When composer Dave Deason first contacted me, years ago, about recording a CD of his piano music, I was both flattered and confused—flattered that he considered me a good “voice” for his music and confused as to what he heard in my playing that caused him to choose me. Within a few months of working together it became apparent that we not only shared a love for music that borrows from many different styles, but we also have the same wicked sense of humor.
Dave’s CD project became my second CD, Oregon Impressions: Solo Piano Music of Dave Deason. Since then, I’ve gone on to learn (and record) many more pieces by this remarkable composer whose music has been performed all over the country—including Carnegie Hall. Each time I return to one of his compositions, I’m struck by how compact, well-crafted, and lyrical they are.
Dave and I are both “transplants” to Oregon, but I feel he does an excellent job capturing the beauty of this state in his pieces. Perhaps it’s only now, as I apply for a long-term visa in Ireland and prepare to move away from Oregon, that I can appreciate the poignancy in Dave’s music.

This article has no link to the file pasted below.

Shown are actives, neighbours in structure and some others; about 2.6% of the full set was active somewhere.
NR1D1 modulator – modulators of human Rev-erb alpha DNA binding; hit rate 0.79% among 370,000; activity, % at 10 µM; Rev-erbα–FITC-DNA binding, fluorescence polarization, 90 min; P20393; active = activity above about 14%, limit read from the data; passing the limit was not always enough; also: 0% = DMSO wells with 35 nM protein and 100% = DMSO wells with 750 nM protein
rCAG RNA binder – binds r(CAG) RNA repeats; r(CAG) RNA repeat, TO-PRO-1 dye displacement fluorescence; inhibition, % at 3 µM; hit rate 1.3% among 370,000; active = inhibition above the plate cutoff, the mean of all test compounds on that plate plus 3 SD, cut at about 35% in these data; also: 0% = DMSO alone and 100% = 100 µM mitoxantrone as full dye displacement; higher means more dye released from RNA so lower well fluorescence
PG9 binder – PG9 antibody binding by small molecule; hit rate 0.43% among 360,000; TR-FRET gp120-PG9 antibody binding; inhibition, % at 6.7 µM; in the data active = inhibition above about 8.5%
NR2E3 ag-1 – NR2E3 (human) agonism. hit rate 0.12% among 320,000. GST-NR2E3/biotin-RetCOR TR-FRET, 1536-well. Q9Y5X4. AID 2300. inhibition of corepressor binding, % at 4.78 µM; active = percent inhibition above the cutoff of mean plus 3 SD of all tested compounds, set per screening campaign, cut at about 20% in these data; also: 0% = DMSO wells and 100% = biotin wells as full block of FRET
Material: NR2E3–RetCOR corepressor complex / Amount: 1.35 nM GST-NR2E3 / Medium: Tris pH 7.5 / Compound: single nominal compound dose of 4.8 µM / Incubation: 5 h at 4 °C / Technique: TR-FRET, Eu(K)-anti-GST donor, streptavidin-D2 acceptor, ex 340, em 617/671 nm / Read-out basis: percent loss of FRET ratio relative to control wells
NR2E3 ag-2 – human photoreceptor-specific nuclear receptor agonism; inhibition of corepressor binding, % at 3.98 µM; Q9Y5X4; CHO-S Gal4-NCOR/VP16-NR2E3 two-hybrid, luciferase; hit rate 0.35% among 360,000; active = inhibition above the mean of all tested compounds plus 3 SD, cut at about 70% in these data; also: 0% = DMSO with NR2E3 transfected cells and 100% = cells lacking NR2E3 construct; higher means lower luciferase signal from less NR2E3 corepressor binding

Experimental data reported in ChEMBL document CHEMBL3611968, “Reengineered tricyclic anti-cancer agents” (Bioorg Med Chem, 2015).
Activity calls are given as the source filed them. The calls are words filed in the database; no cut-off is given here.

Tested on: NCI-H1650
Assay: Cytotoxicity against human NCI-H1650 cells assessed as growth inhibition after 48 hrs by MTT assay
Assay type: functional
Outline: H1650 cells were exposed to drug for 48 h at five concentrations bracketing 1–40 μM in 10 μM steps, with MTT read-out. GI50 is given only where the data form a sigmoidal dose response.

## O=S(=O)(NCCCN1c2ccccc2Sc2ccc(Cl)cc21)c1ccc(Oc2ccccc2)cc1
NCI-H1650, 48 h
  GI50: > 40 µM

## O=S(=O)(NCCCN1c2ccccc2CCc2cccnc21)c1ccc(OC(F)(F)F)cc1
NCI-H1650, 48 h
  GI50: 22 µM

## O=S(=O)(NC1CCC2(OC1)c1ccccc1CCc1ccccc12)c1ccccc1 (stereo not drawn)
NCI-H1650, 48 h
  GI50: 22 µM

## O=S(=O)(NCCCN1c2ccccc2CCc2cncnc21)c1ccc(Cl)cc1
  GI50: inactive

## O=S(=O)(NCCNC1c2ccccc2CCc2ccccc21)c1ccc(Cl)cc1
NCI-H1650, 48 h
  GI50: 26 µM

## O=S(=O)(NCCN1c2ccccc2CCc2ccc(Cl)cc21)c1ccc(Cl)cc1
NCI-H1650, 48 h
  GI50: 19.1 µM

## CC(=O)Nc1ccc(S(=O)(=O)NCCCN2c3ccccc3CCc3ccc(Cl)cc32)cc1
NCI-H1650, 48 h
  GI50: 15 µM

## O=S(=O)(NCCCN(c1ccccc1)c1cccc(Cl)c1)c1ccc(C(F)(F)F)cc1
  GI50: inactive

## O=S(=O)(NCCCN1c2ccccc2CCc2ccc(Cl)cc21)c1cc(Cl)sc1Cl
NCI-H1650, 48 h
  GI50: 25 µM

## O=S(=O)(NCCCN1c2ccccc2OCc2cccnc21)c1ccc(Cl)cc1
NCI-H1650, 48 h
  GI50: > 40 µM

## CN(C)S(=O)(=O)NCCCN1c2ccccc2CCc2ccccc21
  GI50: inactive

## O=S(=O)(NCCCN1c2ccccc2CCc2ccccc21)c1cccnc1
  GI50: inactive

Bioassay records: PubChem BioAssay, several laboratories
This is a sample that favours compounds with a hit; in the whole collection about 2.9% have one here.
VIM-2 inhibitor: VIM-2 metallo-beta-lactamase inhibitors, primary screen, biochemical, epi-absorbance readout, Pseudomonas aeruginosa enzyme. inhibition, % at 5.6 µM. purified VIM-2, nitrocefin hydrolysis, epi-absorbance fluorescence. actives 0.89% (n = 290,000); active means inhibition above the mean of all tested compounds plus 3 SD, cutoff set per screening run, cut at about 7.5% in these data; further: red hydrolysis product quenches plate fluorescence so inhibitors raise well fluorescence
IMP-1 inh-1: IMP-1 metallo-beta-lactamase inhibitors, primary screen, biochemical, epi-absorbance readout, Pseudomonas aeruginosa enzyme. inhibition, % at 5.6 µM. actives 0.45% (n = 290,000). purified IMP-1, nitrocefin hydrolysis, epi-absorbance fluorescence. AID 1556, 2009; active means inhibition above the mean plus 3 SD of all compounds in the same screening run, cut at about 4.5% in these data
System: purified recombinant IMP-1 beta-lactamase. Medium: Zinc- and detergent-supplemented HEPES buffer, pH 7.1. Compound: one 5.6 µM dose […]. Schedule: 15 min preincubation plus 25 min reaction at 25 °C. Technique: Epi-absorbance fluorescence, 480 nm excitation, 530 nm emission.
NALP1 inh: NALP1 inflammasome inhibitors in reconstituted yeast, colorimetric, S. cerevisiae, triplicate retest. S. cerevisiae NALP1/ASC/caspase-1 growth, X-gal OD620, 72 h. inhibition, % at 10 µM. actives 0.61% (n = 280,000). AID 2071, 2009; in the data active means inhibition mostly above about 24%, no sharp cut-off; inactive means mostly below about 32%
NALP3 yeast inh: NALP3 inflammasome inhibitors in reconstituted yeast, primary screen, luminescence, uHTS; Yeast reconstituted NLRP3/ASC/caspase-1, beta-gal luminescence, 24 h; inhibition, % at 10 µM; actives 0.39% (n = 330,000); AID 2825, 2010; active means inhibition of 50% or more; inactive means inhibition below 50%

Composer Caroline Shaw describes Gustav Le Grayas “a multi-layered portrait of [Chopin’s] Op. 17 #4 using some of Chopin’s ingredients overlaid and hinged together with my own.” To me,Gustav Le Gray feels like time travel. We leave the present, return to the elegant world of Chopin, and then come back to the present, only to find it is now weighted by our encounter with the past.
This recording of Gustav Le Gray is a live, one-take, performance of the piece, recorded in my dear friend Dana Libonati's home on his beautiful 9-foot concert grand. It has all the immediacy of a live performance, including a few smudged notes, a squeaking piano bench, and (if you listen closely), the sounds of Dana’s dogs scratching on the hardwood floors in the next room. It also has the warmth I felt when playing a piece I love for a friend I love, on a cold, foggy, end-of-December day.
Gustav Le Gray caught my imagination first time I heard it on Shaw’s website and I immediately purchased a copy of it. Currently, this is the only piece she’s written for solo piano. I’m an evangelist for new music and love sharing my finds with other pianists. Perhaps if enough of us buy the piece, she may be encouraged to write another.